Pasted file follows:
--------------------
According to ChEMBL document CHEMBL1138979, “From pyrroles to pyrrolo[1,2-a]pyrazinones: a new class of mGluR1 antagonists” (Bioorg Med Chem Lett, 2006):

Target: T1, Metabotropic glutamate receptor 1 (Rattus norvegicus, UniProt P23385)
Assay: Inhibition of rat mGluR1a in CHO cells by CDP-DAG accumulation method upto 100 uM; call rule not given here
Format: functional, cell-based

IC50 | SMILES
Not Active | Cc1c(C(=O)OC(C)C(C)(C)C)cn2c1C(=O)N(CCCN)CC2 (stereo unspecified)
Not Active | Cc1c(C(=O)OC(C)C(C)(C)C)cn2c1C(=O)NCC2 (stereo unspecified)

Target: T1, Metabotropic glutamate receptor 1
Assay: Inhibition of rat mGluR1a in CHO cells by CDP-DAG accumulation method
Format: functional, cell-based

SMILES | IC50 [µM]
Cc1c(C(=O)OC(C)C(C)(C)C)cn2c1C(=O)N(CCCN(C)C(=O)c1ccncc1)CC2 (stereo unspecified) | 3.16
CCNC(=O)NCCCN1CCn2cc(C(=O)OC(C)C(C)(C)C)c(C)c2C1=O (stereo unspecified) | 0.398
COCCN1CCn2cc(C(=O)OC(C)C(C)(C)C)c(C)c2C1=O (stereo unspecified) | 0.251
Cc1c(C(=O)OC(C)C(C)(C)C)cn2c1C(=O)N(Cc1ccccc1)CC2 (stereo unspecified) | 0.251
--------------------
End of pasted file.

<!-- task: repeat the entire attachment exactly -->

According to ChEMBL document CHEMBL1138979, “From pyrroles to pyrrolo[1,2-a]pyrazinones: a new class of mGluR1 antagonists” (Bioorg Med Chem Lett, 2006):

Target: T1, Metabotropic glutamate receptor 1 (Rattus norvegicus, UniProt P23385)
Assay: Inhibition of rat mGluR1a in CHO cells by CDP-DAG accumulation method upto 100 uM; call rule not given here
Format: functional, cell-based

IC50 | SMILES
Not Active | Cc1c(C(=O)OC(C)C(C)(C)C)cn2c1C(=O)N(CCCN)CC2 (stereo unspecified)
Not Active | Cc1c(C(=O)OC(C)C(C)(C)C)cn2c1C(=O)NCC2 (stereo unspecified)

Target: T1, Metabotropic glutamate receptor 1
Assay: Inhibition of rat mGluR1a in CHO cells by CDP-DAG accumulation method
Format: functional, cell-based

SMILES | IC50 [µM]
Cc1c(C(=O)OC(C)C(C)(C)C)cn2c1C(=O)N(CCCN(C)C(=O)c1ccncc1)CC2 (stereo unspecified) | 3.16
CCNC(=O)NCCCN1CCn2cc(C(=O)OC(C)C(C)(C)C)c(C)c2C1=O (stereo unspecified) | 0.398
COCCN1CCn2cc(C(=O)OC(C)C(C)(C)C)c(C)c2C1=O (stereo unspecified) | 0.251
Cc1c(C(=O)OC(C)C(C)(C)C)cn2c1C(=O)N(Cc1ccccc1)CC2 (stereo unspecified) | 0.251